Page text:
Use a search engine such as DuckDuckGo or Startpage -- in other words, one that doesn't retain your search history. (The WhiteHat Aviator browser uses DuckDuckGo as its default search engine.)
Or use a proxy search service such as Disconnect Search, which sits between your browser and the popular search engines so that your search history can't be tracked. (Ixquick, located in the Netherlands, works in the same way and also has the advantage of being out of reach of the U.S. Patriot Act and the FISA court.)
If you prefer to use a commercial search engine, you may be able to turn off search and browsing history. For example, in Google you can turn off search history from the Google Dashboard, while the Chrome browser offers Incognito mode.
Use HTTPS whenever possible
All data that passes between your browser and the Internet is unencrypted and open to snooping, unless you've entered an encrypted session with the service you're communicating with on the other end. Some sites, such as your bank, will encrypt your communications using the HTTPS protocol by default, while others, such as your webmail, may not. For example, Gmail enabled HTTPS by default three years ago, but Yahoo Mail only began supporting HTTPS one year ago, and it's not turned on by default. If you're not sure, check first before you use the service.
You can use the Electronic Frontier Foundation's HTTPS Everywhere browser extension to make sure you're using HTTPS when it's available, but some sites don't offer HTTPS, says Joseph Lorenzo Hall, chief technologist at the Center for Democracy and Technology. In that case, he says, you may want to consider using a virtual private network (VPN) service.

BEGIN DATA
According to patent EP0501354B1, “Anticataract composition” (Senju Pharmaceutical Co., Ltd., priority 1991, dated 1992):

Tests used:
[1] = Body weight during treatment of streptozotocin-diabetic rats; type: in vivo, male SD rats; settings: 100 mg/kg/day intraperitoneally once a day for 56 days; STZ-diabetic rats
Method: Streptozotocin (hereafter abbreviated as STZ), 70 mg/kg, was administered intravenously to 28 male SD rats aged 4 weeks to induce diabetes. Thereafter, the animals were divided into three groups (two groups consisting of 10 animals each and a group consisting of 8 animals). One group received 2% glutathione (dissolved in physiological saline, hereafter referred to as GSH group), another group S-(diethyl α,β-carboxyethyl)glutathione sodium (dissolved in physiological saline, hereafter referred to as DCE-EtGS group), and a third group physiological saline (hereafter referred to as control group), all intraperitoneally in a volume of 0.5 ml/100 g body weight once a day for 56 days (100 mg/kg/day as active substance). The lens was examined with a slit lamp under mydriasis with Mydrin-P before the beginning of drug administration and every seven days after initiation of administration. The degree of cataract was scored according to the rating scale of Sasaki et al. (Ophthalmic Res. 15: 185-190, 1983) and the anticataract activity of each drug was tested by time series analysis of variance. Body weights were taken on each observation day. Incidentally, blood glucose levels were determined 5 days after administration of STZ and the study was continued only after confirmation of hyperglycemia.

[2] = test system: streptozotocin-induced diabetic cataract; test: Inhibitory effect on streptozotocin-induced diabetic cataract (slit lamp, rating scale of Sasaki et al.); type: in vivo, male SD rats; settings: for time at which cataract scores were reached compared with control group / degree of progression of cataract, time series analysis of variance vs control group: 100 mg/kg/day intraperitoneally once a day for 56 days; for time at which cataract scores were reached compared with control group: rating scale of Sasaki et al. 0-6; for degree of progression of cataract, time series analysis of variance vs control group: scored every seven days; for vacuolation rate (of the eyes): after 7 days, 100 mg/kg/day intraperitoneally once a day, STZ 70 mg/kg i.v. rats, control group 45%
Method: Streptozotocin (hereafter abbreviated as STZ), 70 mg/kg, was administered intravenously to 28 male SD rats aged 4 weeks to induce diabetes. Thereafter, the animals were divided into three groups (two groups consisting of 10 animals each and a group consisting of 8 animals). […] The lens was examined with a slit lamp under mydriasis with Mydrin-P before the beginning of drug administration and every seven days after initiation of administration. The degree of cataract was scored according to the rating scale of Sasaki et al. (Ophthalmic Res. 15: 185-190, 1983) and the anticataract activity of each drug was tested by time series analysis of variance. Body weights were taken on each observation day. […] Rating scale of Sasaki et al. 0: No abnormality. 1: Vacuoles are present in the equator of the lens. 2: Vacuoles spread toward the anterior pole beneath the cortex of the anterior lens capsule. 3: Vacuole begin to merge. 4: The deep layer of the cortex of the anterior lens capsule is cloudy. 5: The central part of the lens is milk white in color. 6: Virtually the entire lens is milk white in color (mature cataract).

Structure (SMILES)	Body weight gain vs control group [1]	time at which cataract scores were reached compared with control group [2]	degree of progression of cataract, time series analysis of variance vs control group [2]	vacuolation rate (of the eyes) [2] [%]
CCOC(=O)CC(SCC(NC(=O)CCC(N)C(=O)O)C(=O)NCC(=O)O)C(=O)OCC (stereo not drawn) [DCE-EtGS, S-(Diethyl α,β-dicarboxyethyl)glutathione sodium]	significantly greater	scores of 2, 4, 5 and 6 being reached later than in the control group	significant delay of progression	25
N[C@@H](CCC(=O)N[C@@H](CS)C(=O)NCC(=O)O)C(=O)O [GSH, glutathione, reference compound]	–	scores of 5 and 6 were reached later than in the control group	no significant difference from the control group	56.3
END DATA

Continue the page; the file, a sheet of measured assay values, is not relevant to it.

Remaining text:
Sign up for a VPN service
Your IP address gives Web publishers and e-commerce sites an identifier that provides clues to your location. It allows Web publishers to deliver geo-targeted content, such as your local weather, but they can also target you in less pleasant ways. For example, some online retailers have moved to geotargeted pricing, which determines the price you see for an item based on your location and how many brick-and-mortar competitors are nearby. Depending on your location, this could be a good thing or a bad thing.
And if you're browsing the Web using a public Wi-Fi hotspot, it's not just your IP address you need to worry about. If your browsing session is unencrypted, all of that data -- including user account names and passwords -- could be snatched literally from the airwaves.
The solution in both cases is to use a virtual private network (VPN) service such as Astrill, Anonymizer, IPVanish or AnchorFree. These tools not only protect your IP address, but encrypt your communications, which are routed through the VPN service's servers before going on to the intended destination. "People can't eavesdrop on what you're doing, or steal your login credentials and impersonate you," Hall says.
This story, "The paranoid's survival guide: How to protect your personal data" was originally published by Computerworld.